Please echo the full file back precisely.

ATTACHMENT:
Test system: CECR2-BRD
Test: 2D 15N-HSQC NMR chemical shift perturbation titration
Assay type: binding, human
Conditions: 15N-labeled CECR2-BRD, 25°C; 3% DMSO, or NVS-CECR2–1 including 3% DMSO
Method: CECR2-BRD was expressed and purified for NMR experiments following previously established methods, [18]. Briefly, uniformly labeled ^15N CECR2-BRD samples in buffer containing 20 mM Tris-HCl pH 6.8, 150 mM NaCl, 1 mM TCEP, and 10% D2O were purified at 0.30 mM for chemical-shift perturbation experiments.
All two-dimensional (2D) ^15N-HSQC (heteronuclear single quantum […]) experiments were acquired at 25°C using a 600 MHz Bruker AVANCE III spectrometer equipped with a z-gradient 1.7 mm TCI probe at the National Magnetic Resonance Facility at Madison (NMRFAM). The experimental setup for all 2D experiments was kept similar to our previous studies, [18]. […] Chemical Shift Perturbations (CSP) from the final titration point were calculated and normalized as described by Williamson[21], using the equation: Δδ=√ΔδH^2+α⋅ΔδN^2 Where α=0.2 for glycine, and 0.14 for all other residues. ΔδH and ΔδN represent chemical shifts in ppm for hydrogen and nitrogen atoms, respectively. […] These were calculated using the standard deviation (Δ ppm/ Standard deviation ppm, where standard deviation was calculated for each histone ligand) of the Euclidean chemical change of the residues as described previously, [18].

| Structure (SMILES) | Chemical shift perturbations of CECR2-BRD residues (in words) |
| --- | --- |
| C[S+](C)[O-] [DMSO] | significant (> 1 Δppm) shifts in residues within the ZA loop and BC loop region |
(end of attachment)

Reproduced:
Test system: CECR2-BRD
Test: 2D 15N-HSQC NMR chemical shift perturbation titration
Assay type: binding, human
Conditions: 15N-labeled CECR2-BRD, 25°C; 3% DMSO, or NVS-CECR2–1 including 3% DMSO
Method: CECR2-BRD was expressed and purified for NMR experiments following previously established methods, [18]. Briefly, uniformly labeled ^15N CECR2-BRD samples in buffer containing 20 mM Tris-HCl pH 6.8, 150 mM NaCl, 1 mM TCEP, and 10% D2O were purified at 0.30 mM for chemical-shift perturbation experiments.
All two-dimensional (2D) ^15N-HSQC (heteronuclear single quantum […]) experiments were acquired at 25°C using a 600 MHz Bruker AVANCE III spectrometer equipped with a z-gradient 1.7 mm TCI probe at the National Magnetic Resonance Facility at Madison (NMRFAM). The experimental setup for all 2D experiments was kept similar to our previous studies, [18]. […] Chemical Shift Perturbations (CSP) from the final titration point were calculated and normalized as described by Williamson[21], using the equation: Δδ=√ΔδH^2+α⋅ΔδN^2 Where α=0.2 for glycine, and 0.14 for all other residues. ΔδH and ΔδN represent chemical shifts in ppm for hydrogen and nitrogen atoms, respectively. […] These were calculated using the standard deviation (Δ ppm/ Standard deviation ppm, where standard deviation was calculated for each histone ligand) of the Euclidean chemical change of the residues as described previously, [18].

| Structure (SMILES) | Chemical shift perturbations of CECR2-BRD residues (in words) |
| --- | --- |
| C[S+](C)[O-] [DMSO] | significant (> 1 Δppm) shifts in residues within the ZA loop and BC loop region |